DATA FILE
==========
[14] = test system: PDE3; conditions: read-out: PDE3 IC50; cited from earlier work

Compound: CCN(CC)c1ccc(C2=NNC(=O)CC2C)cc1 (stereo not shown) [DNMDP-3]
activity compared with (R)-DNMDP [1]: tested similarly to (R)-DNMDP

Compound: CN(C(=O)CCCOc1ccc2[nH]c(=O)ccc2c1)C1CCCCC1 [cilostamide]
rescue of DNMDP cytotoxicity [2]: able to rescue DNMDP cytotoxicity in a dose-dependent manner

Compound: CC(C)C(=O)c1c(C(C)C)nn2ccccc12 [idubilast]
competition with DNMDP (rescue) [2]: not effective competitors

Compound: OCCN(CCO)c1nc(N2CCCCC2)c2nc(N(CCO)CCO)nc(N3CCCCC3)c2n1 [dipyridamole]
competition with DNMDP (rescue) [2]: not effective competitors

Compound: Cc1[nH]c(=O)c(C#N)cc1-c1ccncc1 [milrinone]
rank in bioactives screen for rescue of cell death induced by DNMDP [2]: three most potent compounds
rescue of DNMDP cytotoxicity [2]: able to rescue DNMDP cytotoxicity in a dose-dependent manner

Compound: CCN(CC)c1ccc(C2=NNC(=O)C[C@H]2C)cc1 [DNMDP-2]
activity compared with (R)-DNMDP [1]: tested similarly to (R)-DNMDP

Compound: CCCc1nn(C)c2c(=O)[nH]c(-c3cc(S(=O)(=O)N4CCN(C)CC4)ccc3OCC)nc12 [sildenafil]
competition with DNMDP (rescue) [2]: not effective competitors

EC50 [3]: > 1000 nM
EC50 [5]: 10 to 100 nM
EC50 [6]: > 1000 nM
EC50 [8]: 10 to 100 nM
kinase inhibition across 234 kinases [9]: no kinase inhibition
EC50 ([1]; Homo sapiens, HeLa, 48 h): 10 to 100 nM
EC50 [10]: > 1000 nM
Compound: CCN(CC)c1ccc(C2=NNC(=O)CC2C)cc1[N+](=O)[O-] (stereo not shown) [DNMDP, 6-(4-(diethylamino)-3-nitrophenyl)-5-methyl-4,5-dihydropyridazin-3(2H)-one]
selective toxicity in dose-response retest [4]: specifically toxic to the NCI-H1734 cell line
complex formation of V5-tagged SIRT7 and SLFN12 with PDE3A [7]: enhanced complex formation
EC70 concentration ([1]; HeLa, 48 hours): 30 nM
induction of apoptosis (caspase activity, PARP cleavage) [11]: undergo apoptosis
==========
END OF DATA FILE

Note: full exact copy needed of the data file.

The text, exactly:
[14] = test system: PDE3; conditions: read-out: PDE3 IC50; cited from earlier work

Compound: CCN(CC)c1ccc(C2=NNC(=O)CC2C)cc1 (stereo not shown) [DNMDP-3]
activity compared with (R)-DNMDP [1]: tested similarly to (R)-DNMDP

Compound: CN(C(=O)CCCOc1ccc2[nH]c(=O)ccc2c1)C1CCCCC1 [cilostamide]
rescue of DNMDP cytotoxicity [2]: able to rescue DNMDP cytotoxicity in a dose-dependent manner

Compound: CC(C)C(=O)c1c(C(C)C)nn2ccccc12 [idubilast]
competition with DNMDP (rescue) [2]: not effective competitors

Compound: OCCN(CCO)c1nc(N2CCCCC2)c2nc(N(CCO)CCO)nc(N3CCCCC3)c2n1 [dipyridamole]
competition with DNMDP (rescue) [2]: not effective competitors

Compound: Cc1[nH]c(=O)c(C#N)cc1-c1ccncc1 [milrinone]
rank in bioactives screen for rescue of cell death induced by DNMDP [2]: three most potent compounds
rescue of DNMDP cytotoxicity [2]: able to rescue DNMDP cytotoxicity in a dose-dependent manner

Compound: CCN(CC)c1ccc(C2=NNC(=O)C[C@H]2C)cc1 [DNMDP-2]
activity compared with (R)-DNMDP [1]: tested similarly to (R)-DNMDP

Compound: CCCc1nn(C)c2c(=O)[nH]c(-c3cc(S(=O)(=O)N4CCN(C)CC4)ccc3OCC)nc12 [sildenafil]
competition with DNMDP (rescue) [2]: not effective competitors

EC50 [3]: > 1000 nM
EC50 [5]: 10 to 100 nM
EC50 [6]: > 1000 nM
EC50 [8]: 10 to 100 nM
kinase inhibition across 234 kinases [9]: no kinase inhibition
EC50 ([1]; Homo sapiens, HeLa, 48 h): 10 to 100 nM
EC50 [10]: > 1000 nM
Compound: CCN(CC)c1ccc(C2=NNC(=O)CC2C)cc1[N+](=O)[O-] (stereo not shown) [DNMDP, 6-(4-(diethylamino)-3-nitrophenyl)-5-methyl-4,5-dihydropyridazin-3(2H)-one]
selective toxicity in dose-response retest [4]: specifically toxic to the NCI-H1734 cell line
complex formation of V5-tagged SIRT7 and SLFN12 with PDE3A [7]: enhanced complex formation
EC70 concentration ([1]; HeLa, 48 hours): 30 nM
induction of apoptosis (caspase activity, PARP cleavage) [11]: undergo apoptosis